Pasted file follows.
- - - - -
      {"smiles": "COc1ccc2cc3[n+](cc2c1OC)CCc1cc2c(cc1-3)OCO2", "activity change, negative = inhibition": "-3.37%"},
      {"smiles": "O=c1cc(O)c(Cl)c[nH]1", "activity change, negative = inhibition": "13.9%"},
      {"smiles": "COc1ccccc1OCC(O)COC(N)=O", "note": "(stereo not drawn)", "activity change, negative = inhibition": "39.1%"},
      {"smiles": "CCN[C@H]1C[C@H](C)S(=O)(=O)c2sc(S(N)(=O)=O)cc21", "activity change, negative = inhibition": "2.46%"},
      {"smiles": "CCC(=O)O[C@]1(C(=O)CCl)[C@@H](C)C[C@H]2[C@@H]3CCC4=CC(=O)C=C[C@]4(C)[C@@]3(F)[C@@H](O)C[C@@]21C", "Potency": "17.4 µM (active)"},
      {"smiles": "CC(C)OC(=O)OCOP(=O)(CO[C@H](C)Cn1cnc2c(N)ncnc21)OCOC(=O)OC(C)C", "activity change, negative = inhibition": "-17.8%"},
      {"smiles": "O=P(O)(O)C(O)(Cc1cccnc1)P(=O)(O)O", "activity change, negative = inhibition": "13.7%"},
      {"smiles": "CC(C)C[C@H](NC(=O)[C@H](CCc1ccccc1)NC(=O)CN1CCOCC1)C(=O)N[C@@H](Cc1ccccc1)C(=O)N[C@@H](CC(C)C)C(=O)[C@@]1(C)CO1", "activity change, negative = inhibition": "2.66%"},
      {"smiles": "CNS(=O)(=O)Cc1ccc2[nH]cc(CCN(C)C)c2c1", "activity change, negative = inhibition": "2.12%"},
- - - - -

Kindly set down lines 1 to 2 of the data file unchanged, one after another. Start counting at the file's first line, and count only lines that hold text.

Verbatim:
      {"smiles": "COc1ccc2cc3[n+](cc2c1OC)CCc1cc2c(cc1-3)OCO2", "activity change, negative = inhibition": "-3.37%"},
      {"smiles": "O=c1cc(O)c(Cl)c[nH]1", "activity change, negative = inhibition": "13.9%"},